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New report calls for major support for European creative industries, which can then play a key role in the post-COVID recovery

By | Published on Tuesday 26 January 2021


A new report commissioned by collecting society grouping GESAC and produced by EY argues that Europe’s cultural and creative industries have been among the hardest hit by the COVID crisis but, at the same time, have a key role to play in the recovery of each European nation once the pandemic is over. To that end, it argues, the European Union and individual EU states should seek to maximise their support of those industries.

GESAC brings together all the song right collecting societies of Europe. It partnered with various other trade groups representing the wider creative industries on this new report, including other music industry organisations like IMPALA and AEPO-ARTIS.

The report begins by setting out the importance of the cultural and creative industries to the European economy pre-COVID. In 2019, it says, those industries “represented 4.4% of EU GDP in terms of turnover, with annual revenues of 643 billion euros and a total added value of 253 billion euros. [They] were also one of Europe’s leading job providers, employing more than 7.6 million people, more than eight times the telecommunications industry”.

The cultural and creative sectors were also growing faster than the EU economy at large, the reports adds. Plus, “the creative economy also came out favourably in terms of technological innovation, gender diversity and employment of young people”.

But then COVID hit. According to EY, the cultural and creative industries have been worse hit by the pandemic than the tourism sector, “and only marginally less than the air transport industry”.

The cultural and creative industries “as a whole experienced losses of over 30% of their turnover for 2020 – a cumulated loss of 199 billion euros – with music and performing art sectors experiencing 75% and 90% losses respectively”.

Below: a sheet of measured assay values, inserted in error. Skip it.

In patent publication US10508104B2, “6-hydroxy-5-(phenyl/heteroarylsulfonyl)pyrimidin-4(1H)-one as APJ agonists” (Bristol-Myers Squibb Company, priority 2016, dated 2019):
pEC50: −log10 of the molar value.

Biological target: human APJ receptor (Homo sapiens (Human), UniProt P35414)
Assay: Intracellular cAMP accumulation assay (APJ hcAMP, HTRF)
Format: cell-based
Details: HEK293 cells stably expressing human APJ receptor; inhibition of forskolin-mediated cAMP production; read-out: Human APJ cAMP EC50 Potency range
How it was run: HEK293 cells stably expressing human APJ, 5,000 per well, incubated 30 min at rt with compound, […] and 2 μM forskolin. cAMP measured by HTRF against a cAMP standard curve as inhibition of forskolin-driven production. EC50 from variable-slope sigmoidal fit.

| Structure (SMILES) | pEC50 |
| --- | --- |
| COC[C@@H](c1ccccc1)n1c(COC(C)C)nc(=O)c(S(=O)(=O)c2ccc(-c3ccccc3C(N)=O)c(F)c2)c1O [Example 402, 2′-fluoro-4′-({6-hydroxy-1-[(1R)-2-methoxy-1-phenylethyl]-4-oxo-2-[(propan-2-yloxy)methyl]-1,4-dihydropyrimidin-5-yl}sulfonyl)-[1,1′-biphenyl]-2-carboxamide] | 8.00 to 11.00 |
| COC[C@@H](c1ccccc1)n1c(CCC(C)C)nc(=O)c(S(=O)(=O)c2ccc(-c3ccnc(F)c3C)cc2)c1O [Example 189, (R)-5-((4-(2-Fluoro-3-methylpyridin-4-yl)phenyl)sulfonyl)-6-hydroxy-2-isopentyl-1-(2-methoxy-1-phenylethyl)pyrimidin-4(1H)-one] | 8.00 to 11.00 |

However, the report says, the growth seen in the cultural and creative industries pre-COVID can return after the pandemic with the right kind of support now. And providing that support will enable those industries to help with Europe’s post-COVID revival, both economically and socially.

At the start of the report, European Parliament President David Sassoli notes in particular that the role of the cultural and creative industries in Europe’s post-COVID recovery goes beyond the economic impact.

“We must think of culture as not only a pivot for recovery but also the social cement of a post-COVID-19 world that needs to be rebuilt”, he writes.

“Art has a cathartic power that can accompany a post-pandemic society on the road to resilience”, he goes on. “Art is not an accessory; it is a viaticum. Art is not ‘political’; it is ‘poetic’ – a creative force that animates us and allows us to live together, to survive, individually and collectively”.

But what kid of support do these industries need right now? EY sets out three priorities.

First, “Provide massive public funding and promote private investment in cultural and creative businesses, organisations, entrepreneurs and creators – two indispensable levers to support and accelerate their recovery and transformation”.

Secondly, “Promote the EU’s diversified cultural offering by ensuring a solid legal framework to allow for the development of private investment in production and distribution, providing the necessary conditions for an adequate return on investment for businesses and guaranteeing appropriate income for creators”.

And finally, “Use the cultural and creative industries – and the multiplied power of their millions of individual and collective talents – as a major accelerator of social, societal and environmental transitions in Europe”.

Launching the report, Jean-Noël Tronc, President of GESAC and CEO of French collecting society SACEM, said this morning: “The cultural and creative industries are as dynamic as they are vulnerable, as essential as they are diverse, and fortunately, it’s not too late to take action”.

“In addition to massive funding”, he went on, “what’s needed is a solid legal framework that fosters investments and their recoupments while guaranteeing fair remuneration for creators and their business partners and, in this regard, the swift and effective implementation of the Copyright Directive is key”.

A delegation led by Jean-Michel Jarre is busy presenting the findings of the new report to EU commissioners today. He added: “Culture has become a scarce resource in today’s Europe, and we are all suffering because of it. At the same time, Europeans are experiencing the truly profound value of art and its ability to bring us together. This study reflects that reality, it puts numbers to the suffering and offers clear instructions as to the solution”.

You can download the full report here.